Weight or measure to which others conform or by which the accuracy of others is judged.
That’s what my (old) dictionary says about standards.
Tomorrow thousands of students will open their GCSE results envelope and will thereafter be able to get on with their lives after the pause of the summer. Whatever the results bring we are told that “standards will be maintained”. I’m wondering how.
GCSEs (and GCEs for that matter) are interesting when it comes to “standards”. The thing is this. Until the papers have been marked, there is no way of knowing what mark will get you what grade. It’s bit like a tree falling in an empty wood. If the papers were not marked would there be a grade boundary?
Is this a problem? I think so. It’s not that students don’t know what mark they have to get to achieve a particular grade. That’s not so much of an issue as they should be trying to do the very best they can. The problem for me is the esoteric one of what we actually call things. Can it really be a standard if we don’t know what it is until after the event? Essentially the results are manipulated to ensure that they stay at the same level as previous cohorts. You can agree or disagree with the approach and the actual mechanics of this (I veer towards disagreeing with it on the grounds that the methodology used is weak) but I would argue that far from creating a standard all this actually does is re-base the outcome so that they match a previous set of outcomes.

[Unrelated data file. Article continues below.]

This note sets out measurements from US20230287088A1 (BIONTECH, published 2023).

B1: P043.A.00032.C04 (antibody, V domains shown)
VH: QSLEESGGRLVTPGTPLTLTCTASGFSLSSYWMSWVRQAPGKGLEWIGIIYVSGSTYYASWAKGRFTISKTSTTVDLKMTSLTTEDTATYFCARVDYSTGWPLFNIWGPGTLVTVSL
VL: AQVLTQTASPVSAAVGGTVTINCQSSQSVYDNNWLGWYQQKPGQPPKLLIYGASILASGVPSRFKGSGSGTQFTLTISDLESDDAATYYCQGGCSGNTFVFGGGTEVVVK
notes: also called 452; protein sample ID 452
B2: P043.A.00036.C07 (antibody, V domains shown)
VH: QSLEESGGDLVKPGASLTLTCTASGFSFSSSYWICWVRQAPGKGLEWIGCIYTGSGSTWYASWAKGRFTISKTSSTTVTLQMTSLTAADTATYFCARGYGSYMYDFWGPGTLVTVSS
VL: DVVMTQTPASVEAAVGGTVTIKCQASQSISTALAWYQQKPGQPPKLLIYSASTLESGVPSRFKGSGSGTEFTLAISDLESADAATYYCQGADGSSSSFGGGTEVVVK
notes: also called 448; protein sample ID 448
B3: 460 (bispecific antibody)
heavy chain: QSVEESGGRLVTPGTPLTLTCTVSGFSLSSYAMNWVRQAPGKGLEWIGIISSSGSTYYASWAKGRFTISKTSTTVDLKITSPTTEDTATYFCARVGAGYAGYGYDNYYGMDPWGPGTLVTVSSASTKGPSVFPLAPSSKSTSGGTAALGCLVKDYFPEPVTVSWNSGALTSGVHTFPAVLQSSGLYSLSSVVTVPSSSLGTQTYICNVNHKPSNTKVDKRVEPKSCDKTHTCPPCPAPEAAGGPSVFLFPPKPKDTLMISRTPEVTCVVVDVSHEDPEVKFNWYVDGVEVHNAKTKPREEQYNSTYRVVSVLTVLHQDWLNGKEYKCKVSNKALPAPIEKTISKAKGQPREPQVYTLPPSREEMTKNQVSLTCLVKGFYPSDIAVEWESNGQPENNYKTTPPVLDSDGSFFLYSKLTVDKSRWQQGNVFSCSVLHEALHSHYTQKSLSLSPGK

This concerns me because words are important. The use the word “standard” implies that there is a “weight or measure… …by which the accuracy… …is judged”. There is no weight or measure here. There is just a level above which some people don’t want the results to rise.
Best of luck to everyone opening envelopes tomorrow. Just remember your Kipling.